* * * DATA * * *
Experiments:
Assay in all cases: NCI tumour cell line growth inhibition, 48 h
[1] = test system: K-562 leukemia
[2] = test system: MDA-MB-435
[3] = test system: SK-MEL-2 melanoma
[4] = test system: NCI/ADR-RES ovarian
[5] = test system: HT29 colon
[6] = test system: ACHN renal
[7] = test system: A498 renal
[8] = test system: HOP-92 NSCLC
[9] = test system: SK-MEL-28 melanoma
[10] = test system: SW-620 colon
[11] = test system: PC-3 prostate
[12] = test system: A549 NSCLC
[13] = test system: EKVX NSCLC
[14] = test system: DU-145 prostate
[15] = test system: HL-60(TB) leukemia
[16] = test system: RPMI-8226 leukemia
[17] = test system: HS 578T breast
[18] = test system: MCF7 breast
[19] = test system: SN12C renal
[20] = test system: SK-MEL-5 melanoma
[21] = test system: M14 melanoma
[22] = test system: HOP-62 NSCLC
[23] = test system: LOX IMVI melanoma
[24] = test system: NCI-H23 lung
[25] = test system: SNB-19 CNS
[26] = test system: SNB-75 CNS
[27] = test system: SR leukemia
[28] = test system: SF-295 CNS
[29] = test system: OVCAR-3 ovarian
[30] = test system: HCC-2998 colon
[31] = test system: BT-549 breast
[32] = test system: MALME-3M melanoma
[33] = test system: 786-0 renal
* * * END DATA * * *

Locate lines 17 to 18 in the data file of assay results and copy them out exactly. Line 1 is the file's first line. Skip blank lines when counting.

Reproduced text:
[15] = test system: HL-60(TB) leukemia
[16] = test system: RPMI-8226 leukemia